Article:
present consideration it is the simple imperative, "Do it." This is the
thrust of what the grammarians are indicating when they call it "point
action" or "punctiliar." It does not mean that the action occurred in a
single point of time, in a split second, nor that it will not be repeated.
It means that the speaker is not pointing to how it happened, he is
just saying, "It happened."
This tendency to glamorize the aorist has influenced the way
some have described the aorist imperative. It is frequently claimed to
be "more urgent.”29 Some have called it "preemptory and cate-
gorical, ...[the present is] less pressing, less rude, less ruthless.”30
In evaluating these claims, several things need to be considered.
First, it is contrary to the basic significance of the aorist to make it
special in any way. Second, these terms (i.e., "urgent," "categorical,"
etc.) do not convey clearly defined distinctions. In what sense is the
aorist "more urgent"? This might be
understood to mean it
more force, more authority. Obviously, some commands produce
more pressure than others, but the pressure is in the rank, the author-
ity, or the desperation of the speaker, not in the wording of the
command. And the aorist is used by kings and by slaves, by God
29H. L. Drumwright,
An Introduction to New Testament Greek (
man, 1980) 130, says, "Usually a note of urgency is suggested by aorist imperative."
D. Wallace, "Selected Notes on the Syntax of New Testament Greek" (unpublished
intermediate Greek syllabus, Grace Theological Seminary, 1981) 205-6, repeatedly uses
'urgent': "The stress is on the urgency of the action. . . on the solemnity and urgency of
the action. . .' Make this your top priority.'"
3ON. Turner, Syntax, 74-75. BDF, 137, and Robert Funk, Beginning-Intermediate
Grammar of Hellenistic Greek. Vol. 2 (Society of Biblical Literature, 1973) 640, also
use the term.
46 GRACE THEOLOGICAL JOURNAL
speaking both to men and by men, both saints and sinners, speaking
to God. Would an aorist command from a slave to a king have more
force than a present imperative from God to a believer?
Or, "urgent" might be related to the time issue, to priority; it
might be demanding first attention, "right now," or ''as soon as
possible." Some justification for such a use of the term may be found
in the unquestioned fact that the aorist is often occasional, used to
answer questions like "What shall I do?" These are usually asked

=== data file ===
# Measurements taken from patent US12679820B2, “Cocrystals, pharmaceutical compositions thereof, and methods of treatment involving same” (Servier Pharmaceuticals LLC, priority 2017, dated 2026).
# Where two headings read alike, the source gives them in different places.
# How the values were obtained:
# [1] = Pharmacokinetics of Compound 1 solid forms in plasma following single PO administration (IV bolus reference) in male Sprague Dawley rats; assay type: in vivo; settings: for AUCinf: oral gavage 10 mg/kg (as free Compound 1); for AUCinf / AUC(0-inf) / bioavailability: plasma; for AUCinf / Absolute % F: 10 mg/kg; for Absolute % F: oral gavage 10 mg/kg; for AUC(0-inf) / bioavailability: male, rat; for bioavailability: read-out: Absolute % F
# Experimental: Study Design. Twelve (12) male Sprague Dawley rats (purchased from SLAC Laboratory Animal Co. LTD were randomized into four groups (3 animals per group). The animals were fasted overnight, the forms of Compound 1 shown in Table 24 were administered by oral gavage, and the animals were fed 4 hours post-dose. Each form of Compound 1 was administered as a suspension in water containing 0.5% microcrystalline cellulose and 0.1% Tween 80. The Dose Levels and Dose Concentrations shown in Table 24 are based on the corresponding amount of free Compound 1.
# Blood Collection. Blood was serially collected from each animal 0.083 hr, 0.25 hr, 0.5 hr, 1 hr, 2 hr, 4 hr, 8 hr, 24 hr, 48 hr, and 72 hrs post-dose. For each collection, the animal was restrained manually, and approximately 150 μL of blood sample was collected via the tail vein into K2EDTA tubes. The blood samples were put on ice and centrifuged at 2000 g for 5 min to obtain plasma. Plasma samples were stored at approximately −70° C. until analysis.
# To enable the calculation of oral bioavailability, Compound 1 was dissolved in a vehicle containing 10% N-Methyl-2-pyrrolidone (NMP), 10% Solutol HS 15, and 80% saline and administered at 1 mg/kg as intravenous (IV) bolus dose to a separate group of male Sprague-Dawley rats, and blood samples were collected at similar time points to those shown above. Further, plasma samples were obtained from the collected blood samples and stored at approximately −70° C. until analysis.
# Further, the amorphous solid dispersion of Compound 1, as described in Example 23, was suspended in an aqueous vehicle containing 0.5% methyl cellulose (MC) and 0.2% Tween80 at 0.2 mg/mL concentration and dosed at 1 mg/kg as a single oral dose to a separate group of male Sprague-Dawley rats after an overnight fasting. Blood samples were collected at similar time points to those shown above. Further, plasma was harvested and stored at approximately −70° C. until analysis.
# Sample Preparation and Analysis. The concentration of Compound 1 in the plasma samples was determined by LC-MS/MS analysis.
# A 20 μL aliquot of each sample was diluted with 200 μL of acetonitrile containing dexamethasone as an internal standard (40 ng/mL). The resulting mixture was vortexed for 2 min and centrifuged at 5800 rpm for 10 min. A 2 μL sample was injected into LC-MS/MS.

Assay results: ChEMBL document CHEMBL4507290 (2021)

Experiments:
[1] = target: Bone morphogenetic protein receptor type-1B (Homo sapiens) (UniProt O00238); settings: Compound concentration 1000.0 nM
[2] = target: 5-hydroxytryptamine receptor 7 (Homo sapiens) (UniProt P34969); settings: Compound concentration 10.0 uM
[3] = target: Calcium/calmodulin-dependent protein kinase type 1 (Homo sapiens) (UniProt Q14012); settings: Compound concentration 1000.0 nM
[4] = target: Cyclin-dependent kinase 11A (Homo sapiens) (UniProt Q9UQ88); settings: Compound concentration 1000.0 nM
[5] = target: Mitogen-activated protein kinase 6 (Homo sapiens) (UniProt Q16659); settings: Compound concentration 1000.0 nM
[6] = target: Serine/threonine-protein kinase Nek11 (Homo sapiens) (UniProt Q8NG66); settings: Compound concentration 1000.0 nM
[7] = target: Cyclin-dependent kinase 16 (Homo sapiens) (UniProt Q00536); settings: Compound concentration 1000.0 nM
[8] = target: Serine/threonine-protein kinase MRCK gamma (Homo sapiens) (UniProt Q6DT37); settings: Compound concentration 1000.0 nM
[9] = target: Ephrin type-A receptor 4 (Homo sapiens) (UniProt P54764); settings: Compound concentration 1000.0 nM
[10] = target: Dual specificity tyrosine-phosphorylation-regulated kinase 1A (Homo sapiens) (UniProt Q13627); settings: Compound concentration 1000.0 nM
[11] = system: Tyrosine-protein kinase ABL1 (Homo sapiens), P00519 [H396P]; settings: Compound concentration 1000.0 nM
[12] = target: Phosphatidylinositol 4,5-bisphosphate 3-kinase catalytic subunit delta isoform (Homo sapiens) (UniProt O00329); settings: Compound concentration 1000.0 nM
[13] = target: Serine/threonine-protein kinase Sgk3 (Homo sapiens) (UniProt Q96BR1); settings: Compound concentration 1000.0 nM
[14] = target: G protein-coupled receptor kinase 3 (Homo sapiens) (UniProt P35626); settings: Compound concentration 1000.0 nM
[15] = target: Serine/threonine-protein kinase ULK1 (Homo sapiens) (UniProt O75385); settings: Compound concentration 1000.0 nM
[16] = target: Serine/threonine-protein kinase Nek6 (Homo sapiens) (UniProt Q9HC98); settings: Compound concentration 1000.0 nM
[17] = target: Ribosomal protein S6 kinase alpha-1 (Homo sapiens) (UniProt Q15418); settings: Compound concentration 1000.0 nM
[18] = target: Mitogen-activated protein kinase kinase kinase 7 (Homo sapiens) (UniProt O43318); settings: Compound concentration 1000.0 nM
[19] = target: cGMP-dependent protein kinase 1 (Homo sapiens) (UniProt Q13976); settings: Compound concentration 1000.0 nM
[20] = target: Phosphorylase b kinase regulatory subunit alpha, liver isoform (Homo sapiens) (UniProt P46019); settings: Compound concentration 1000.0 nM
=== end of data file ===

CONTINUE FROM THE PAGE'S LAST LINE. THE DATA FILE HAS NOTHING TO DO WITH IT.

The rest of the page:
when a decision is pending. But the urgency is in the situation, not in
"Categorical" is another term that is not completely clear in this
context. What is the difference between a "categorical imperative"
and one that is not? A dictionary defines it as meaning unconditional,
unqualified, unequivocal: absolute, positive, direct, explicit. "Love
one another" is a present tense imperative in the NT, yet all these
terms could be used of it except possibly the last.
Third, the study of aorist commands does not warrant these
imprecise distinctions. There are 40 examples (45%) where the aorist
prohibition was qualified by explanations, reasons, or exceptions; the
terms "categorical," or "unequivocal" are therefore inappropriate. In
a few examples, time urgency was explicit (Matt , Acts ,
); it may be present to some degree in many others, but it does
not warrant being considered the characteristic distinctive of aorist
commands. Rather, 65% were specific, related to a particular occa-
sion, and 35% were general or universal, of such a character that they
could have been stated with a present imperative had the speaker
wished to emphasize their durative quality, but apparently chose to
say simply, "Do not do it."
Subjunctive versus Imperative in Aorist Prohibitions
Though it may seem strange that the aorist subjunctive is used in
negative commands or entreaties rather than the imperative mood, it
is by far the most common way. Grammarians explain it from his-
torical factors. The imperative was the last of the moods to develop,
and it never completely replaced the older ways of expressing com-
mand. In aorist prohibitions the Greek language held to the old way,
mh< with subjunctive. Perhaps a parallel may be seen in English. We
use the imperative without the subject in the second person: "go,"